If you were disappointed with your outcomes and acceptances, consider either the possibility of a Gap Year, a period off between high school graduation and starting college where you pursue a program that will further season and develop you. Also consider attending at a community college (which can save a lot of money!), and applying later to your dream college as a transfer student.

Topics contained in this post are explored in much greater depth in my book Get In! The High-Success, Low-Stress Guide to College Planning, available shortly from Tattered Cover Bookstores in Denver and Highlands Ranch, and from Tattered Cover online: http://www.tatteredcover.com/

 

Available Soon: GET IN! My College Planning Book

Dear Blog: My apologies for the neglect; it has been nearly two months since I have posted on you, but there is a good reason. I finished my book: Get In: The High Success, Low-Stress Guide To College Planning. It will soon be available for purchase from Tattered Cover Bookstore here in Denver, and after that through Amazon. Soon I will be back posting regularly, but for today I am sharing the front cover, created by NZ Graphics.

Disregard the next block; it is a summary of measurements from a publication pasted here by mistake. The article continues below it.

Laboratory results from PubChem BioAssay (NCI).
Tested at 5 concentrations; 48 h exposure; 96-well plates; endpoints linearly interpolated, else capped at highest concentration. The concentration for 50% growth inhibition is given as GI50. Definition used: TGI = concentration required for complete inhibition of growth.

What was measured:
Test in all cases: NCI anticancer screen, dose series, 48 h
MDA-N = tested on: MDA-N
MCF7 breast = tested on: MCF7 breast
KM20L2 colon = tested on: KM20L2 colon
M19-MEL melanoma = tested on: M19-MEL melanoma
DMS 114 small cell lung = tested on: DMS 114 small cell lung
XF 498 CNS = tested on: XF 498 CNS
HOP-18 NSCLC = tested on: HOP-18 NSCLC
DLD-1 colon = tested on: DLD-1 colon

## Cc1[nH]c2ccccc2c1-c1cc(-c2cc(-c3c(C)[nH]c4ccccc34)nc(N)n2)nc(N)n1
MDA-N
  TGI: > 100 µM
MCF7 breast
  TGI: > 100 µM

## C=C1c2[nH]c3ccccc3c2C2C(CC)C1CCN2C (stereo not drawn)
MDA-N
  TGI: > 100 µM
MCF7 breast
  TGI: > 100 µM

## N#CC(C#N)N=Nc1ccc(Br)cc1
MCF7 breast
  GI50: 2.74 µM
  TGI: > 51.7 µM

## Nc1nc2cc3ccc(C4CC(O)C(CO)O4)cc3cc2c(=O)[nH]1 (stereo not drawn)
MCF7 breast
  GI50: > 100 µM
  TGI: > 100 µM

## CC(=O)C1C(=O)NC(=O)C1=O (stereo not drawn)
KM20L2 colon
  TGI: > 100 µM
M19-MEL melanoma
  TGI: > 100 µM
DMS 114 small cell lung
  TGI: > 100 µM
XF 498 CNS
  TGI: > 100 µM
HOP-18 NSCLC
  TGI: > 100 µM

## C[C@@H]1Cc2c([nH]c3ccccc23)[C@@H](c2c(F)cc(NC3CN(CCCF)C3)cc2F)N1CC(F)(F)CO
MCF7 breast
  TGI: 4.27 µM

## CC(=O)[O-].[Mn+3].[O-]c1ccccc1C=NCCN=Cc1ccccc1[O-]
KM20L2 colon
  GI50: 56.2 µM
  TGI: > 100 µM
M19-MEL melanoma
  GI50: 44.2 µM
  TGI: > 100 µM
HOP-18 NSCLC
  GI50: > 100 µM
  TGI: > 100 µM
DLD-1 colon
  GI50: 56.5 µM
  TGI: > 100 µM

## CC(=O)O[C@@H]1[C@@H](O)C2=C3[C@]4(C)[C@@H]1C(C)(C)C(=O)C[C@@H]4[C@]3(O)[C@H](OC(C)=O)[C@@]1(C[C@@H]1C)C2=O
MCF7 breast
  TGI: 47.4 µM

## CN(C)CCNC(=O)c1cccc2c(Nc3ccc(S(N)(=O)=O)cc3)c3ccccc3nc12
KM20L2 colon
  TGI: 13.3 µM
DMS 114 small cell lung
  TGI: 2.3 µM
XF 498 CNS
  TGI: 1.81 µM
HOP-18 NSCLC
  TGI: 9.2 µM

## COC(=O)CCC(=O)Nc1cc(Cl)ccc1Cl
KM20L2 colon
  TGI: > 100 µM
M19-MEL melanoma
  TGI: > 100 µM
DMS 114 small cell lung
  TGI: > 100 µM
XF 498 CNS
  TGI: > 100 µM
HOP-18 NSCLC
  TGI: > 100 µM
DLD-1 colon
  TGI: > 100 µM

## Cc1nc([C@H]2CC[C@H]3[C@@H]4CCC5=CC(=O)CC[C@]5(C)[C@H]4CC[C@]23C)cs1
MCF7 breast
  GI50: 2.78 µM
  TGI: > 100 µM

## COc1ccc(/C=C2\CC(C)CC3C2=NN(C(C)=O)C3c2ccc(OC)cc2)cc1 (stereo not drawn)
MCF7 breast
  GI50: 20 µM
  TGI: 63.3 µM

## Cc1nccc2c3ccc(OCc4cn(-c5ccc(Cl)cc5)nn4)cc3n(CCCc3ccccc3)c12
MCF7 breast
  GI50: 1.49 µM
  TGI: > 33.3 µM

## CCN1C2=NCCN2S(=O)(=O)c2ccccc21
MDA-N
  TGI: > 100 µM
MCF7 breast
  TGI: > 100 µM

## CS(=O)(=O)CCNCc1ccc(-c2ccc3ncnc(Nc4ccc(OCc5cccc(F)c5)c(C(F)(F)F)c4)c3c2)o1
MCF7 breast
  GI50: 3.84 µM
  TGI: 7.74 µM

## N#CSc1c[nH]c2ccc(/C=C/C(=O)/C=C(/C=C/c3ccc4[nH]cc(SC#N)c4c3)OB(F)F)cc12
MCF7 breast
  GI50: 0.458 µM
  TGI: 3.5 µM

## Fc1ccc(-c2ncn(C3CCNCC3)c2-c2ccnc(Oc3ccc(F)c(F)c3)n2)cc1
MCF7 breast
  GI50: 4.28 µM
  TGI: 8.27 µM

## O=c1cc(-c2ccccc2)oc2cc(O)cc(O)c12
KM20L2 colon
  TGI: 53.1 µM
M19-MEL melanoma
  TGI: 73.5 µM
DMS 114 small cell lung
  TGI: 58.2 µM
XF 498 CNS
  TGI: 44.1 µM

College Application Outcomes

We are pleased to inform you/We regret to inform you….

It’s the season of college application outcomes, as students are beginning to hear back from the schools to which they applied. Should you receive more than one acceptance you have a hard decision to make, but there are ways of doing so rationally, and reducing the associated stress and angst.

First, if you did your homework and chose schools that are a good fit for you, know that your happiness doesn’t ride on making a particular choice. The majority of students will find a niche and have a good experience at a majority of schools. So take some pressure off on that score.

Second, go about gathering the facts and make a systematic comparison. On a sheet of paper list the pros, cons, and open questions about each of your accepting schools. If your dream is to major in business marketing and study abroad, evaluate the relative strengths of those programs (there are rankings and ratings online that are easy to access to help with this). If you visited, what did you think of the dorms at your schools?